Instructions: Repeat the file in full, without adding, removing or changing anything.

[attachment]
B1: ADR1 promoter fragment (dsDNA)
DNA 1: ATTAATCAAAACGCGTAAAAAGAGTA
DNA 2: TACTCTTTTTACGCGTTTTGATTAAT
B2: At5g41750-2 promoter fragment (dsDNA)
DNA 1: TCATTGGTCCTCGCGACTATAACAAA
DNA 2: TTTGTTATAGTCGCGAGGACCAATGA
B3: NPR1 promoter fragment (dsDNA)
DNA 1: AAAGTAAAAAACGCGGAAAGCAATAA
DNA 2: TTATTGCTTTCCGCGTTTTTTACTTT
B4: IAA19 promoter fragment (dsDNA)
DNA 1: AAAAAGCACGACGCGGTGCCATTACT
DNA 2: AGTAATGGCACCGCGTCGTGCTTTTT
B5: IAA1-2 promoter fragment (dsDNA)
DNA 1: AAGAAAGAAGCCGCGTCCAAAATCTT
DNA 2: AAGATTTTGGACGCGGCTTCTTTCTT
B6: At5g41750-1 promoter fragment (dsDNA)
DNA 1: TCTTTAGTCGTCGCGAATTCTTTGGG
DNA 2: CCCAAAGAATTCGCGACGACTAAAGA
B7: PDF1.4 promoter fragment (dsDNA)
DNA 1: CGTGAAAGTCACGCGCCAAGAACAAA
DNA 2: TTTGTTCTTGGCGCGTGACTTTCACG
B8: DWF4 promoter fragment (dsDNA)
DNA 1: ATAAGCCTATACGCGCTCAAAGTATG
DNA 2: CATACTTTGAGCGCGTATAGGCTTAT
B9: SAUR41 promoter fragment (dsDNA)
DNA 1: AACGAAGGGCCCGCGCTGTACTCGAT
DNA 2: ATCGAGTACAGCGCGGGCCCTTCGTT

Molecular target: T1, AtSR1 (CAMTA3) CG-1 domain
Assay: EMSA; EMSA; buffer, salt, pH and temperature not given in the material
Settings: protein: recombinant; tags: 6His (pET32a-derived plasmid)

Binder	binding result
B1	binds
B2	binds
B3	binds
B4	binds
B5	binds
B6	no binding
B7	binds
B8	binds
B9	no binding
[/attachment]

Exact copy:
B1: ADR1 promoter fragment (dsDNA)
DNA 1: ATTAATCAAAACGCGTAAAAAGAGTA
DNA 2: TACTCTTTTTACGCGTTTTGATTAAT
B2: At5g41750-2 promoter fragment (dsDNA)
DNA 1: TCATTGGTCCTCGCGACTATAACAAA
DNA 2: TTTGTTATAGTCGCGAGGACCAATGA
B3: NPR1 promoter fragment (dsDNA)
DNA 1: AAAGTAAAAAACGCGGAAAGCAATAA
DNA 2: TTATTGCTTTCCGCGTTTTTTACTTT
B4: IAA19 promoter fragment (dsDNA)
DNA 1: AAAAAGCACGACGCGGTGCCATTACT
DNA 2: AGTAATGGCACCGCGTCGTGCTTTTT
B5: IAA1-2 promoter fragment (dsDNA)
DNA 1: AAGAAAGAAGCCGCGTCCAAAATCTT
DNA 2: AAGATTTTGGACGCGGCTTCTTTCTT
B6: At5g41750-1 promoter fragment (dsDNA)
DNA 1: TCTTTAGTCGTCGCGAATTCTTTGGG
DNA 2: CCCAAAGAATTCGCGACGACTAAAGA
B7: PDF1.4 promoter fragment (dsDNA)
DNA 1: CGTGAAAGTCACGCGCCAAGAACAAA
DNA 2: TTTGTTCTTGGCGCGTGACTTTCACG
B8: DWF4 promoter fragment (dsDNA)
DNA 1: ATAAGCCTATACGCGCTCAAAGTATG
DNA 2: CATACTTTGAGCGCGTATAGGCTTAT
B9: SAUR41 promoter fragment (dsDNA)
DNA 1: AACGAAGGGCCCGCGCTGTACTCGAT
DNA 2: ATCGAGTACAGCGCGGGCCCTTCGTT

Molecular target: T1, AtSR1 (CAMTA3) CG-1 domain
Assay: EMSA; EMSA; buffer, salt, pH and temperature not given in the material
Settings: protein: recombinant; tags: 6His (pET32a-derived plasmid)

Binder	binding result
B1	binds
B2	binds
B3	binds
B4	binds
B5	binds
B6	no binding
B7	binds
B8	binds
B9	no binding